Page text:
Antibiotics are arguably the single most important and widely used medical intervention of our era; almost every medical specialty uses antibiotic therapy at some point. These drugs have prevented incalculable suffering and death and are perhaps still the closest medications we have to a “magic bullet.” Responsible health researchers, doctors, researchers and advocates have been warning about this misuse of one of our most important human medications for decades. I drafted a policy statement on this topic adopted a decade ago by the AMA. Now there is legislation to curtail such use, but it is embroiled in a prolonged political battle. Controversies about these practices have resulted in numerous reports, dating back decades, urging more caution or outright bans on the practice. The World Health Organization and other leading medical and public health bodies have advised that animals not be dosed with antibiotics used in humans—to little avail here in the United States to date, even though our own Food and Drug Administration took this position as far back as 1972.

Still, even many longtime observers of the issue are surprised—even shocked—to learn the true extent of antibiotic use on farms; estimates are that upward of 70 percent of all antibiotics manufactured are used in agricultural settings. Thus, such use is a large source of profit for the pharmaceutical industry. And most of the agricultural dosing of animals is conducted without much meaningful veterinary or other oversight — the drugs are just added to feed.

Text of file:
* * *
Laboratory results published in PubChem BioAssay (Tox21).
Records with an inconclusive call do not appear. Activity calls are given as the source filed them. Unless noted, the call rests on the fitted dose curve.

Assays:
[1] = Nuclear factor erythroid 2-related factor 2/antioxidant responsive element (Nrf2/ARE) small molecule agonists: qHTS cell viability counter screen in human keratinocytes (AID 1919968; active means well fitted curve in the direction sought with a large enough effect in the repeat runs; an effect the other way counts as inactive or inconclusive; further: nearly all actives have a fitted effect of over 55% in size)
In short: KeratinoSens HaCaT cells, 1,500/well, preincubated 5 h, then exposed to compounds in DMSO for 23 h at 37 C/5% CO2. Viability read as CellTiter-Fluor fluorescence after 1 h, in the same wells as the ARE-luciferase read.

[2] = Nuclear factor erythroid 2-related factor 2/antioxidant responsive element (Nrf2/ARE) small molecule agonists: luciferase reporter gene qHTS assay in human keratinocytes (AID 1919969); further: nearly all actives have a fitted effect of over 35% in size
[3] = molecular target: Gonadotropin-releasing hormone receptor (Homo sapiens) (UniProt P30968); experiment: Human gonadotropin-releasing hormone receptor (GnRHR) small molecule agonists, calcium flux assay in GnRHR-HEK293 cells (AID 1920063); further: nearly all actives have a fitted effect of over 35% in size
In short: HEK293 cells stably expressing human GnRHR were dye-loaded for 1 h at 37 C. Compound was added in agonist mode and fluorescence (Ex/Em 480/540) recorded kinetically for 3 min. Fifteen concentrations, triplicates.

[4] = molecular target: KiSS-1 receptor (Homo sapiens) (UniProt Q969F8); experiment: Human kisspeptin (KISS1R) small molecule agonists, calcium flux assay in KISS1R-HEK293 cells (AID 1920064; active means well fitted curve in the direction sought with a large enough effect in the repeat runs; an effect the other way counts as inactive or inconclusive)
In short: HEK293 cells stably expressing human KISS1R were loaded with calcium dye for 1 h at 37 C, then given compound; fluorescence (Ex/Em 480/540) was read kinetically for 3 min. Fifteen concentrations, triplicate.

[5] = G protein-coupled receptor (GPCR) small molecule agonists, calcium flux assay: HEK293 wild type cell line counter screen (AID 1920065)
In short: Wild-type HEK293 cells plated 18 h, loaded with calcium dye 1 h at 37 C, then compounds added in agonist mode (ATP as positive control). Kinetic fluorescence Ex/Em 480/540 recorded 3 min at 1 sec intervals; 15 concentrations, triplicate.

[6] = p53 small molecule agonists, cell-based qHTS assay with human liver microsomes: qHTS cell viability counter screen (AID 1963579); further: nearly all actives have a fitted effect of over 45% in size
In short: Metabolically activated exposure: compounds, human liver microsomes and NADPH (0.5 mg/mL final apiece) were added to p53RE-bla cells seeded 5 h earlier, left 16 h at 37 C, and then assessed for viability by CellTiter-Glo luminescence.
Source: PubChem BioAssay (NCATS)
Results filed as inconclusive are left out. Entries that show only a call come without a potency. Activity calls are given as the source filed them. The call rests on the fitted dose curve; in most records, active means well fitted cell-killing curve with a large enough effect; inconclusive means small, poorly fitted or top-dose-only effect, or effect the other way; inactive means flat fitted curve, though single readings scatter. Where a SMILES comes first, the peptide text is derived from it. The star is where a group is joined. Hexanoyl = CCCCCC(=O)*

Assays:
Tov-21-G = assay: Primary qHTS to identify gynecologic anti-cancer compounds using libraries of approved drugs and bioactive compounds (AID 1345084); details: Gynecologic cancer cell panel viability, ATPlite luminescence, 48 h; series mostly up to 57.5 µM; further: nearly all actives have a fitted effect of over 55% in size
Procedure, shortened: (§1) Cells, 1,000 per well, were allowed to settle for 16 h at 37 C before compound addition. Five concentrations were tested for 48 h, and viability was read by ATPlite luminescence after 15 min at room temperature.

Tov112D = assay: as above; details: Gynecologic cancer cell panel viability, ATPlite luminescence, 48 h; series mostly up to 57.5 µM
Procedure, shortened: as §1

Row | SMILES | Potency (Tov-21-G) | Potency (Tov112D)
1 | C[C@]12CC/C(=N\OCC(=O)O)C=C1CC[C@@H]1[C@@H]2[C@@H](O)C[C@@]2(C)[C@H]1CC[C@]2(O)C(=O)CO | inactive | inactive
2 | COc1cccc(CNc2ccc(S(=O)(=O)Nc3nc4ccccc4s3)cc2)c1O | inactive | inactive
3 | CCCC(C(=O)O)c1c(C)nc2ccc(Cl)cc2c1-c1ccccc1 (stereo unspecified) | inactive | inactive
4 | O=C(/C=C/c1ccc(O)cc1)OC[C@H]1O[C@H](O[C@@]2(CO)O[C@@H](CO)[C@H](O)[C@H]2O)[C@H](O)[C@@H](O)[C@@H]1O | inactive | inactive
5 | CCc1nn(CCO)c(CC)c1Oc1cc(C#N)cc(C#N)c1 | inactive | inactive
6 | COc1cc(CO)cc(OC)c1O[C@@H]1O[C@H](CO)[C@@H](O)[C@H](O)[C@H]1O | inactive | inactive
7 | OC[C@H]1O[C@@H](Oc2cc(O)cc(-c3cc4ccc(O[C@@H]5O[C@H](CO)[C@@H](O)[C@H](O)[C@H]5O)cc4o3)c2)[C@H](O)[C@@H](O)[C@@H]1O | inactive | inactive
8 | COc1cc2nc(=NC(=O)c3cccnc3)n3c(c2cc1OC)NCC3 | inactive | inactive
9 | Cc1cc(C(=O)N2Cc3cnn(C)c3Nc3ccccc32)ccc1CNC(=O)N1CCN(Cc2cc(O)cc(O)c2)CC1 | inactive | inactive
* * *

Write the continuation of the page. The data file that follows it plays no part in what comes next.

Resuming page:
The introduction of molecular epidemiologic tools, which allow for tracking of specific bacterial strains, has heightened the worry because we can show that resistant bacteria originating on farms are finding their way into humans. The extent of this epidemiologic “spillover” from farms to humans is uncertain, but there is no question that the phenomenon does exist. Leading experts have unequivocally stated that our current practices of feeding antibiotics to animals go against “a strong scientific consensus that it is a bad idea” and that the long stalemate on this issue constitutes a “struggle between strong science and bad politics.” The intentional obfuscation of the issue by those with profit in mind is an uncomfortable reminder of the long and ongoing battle to regulate the tobacco industry, with similar dismaying exercises in political and public relations lobbying and even scandal. As with tobacco control, science and health concerns should take precedence over profit in regulating the overuse of antibiotics in the production of meat and other agricultural products. Other nations are ahead of the United States in this regard and have banned routine agricultural use, with demonstrable benefit in reduced bacterial resistance.

The FDA and legislators should ban the nontherapeutic agricultural use of antibiotics. This ban should be lifted only if it is scientifically proved, in unbiased studies, that this use does not contribute to bacterial resistance in humans. Producers of agricultural antibiotics should be required to submit data on the specific antibiotics used, in sufficient detail to track usage and resistance trends. Finally, individual and business consumers of meat should begin to demand that the meat they purchase be grown without the routine use of antibiotics.

The overuse of antibiotics is just one way industrial agriculture relies upon unsustainable practices. It's now past time we act in name of science and public health. And if some animals are treated better as a side effect, all the better. Otherwise, they may wind up getting their revenge in an ironic manner nobody desires.